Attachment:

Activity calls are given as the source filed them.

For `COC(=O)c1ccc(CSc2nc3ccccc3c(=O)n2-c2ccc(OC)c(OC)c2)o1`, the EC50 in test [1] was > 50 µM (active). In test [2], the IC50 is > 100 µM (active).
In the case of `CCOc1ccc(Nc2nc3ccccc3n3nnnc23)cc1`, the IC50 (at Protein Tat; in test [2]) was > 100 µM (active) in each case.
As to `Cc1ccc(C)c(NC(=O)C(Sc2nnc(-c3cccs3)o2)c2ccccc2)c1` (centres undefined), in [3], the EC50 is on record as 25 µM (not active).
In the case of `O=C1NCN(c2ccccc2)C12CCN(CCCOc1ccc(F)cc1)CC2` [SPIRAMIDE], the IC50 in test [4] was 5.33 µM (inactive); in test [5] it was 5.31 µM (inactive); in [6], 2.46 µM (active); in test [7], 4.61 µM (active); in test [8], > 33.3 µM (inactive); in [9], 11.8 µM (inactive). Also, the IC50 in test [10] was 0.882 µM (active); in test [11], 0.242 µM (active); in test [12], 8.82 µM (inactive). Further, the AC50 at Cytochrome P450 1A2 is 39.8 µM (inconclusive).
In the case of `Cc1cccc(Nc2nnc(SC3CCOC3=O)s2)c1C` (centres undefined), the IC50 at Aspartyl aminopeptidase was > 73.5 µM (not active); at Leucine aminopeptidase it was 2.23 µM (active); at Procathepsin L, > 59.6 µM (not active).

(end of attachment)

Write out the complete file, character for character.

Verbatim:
Activity calls are given as the source filed them.

For `COC(=O)c1ccc(CSc2nc3ccccc3c(=O)n2-c2ccc(OC)c(OC)c2)o1`, the EC50 in test [1] was > 50 µM (active). In test [2], the IC50 is > 100 µM (active).
In the case of `CCOc1ccc(Nc2nc3ccccc3n3nnnc23)cc1`, the IC50 (at Protein Tat; in test [2]) was > 100 µM (active) in each case.
As to `Cc1ccc(C)c(NC(=O)C(Sc2nnc(-c3cccs3)o2)c2ccccc2)c1` (centres undefined), in [3], the EC50 is on record as 25 µM (not active).
In the case of `O=C1NCN(c2ccccc2)C12CCN(CCCOc1ccc(F)cc1)CC2` [SPIRAMIDE], the IC50 in test [4] was 5.33 µM (inactive); in test [5] it was 5.31 µM (inactive); in [6], 2.46 µM (active); in test [7], 4.61 µM (active); in test [8], > 33.3 µM (inactive); in [9], 11.8 µM (inactive). Also, the IC50 in test [10] was 0.882 µM (active); in test [11], 0.242 µM (active); in test [12], 8.82 µM (inactive). Further, the AC50 at Cytochrome P450 1A2 is 39.8 µM (inconclusive).
In the case of `Cc1cccc(Nc2nnc(SC3CCOC3=O)s2)c1C` (centres undefined), the IC50 at Aspartyl aminopeptidase was > 73.5 µM (not active); at Leucine aminopeptidase it was 2.23 µM (active); at Procathepsin L, > 59.6 µM (not active).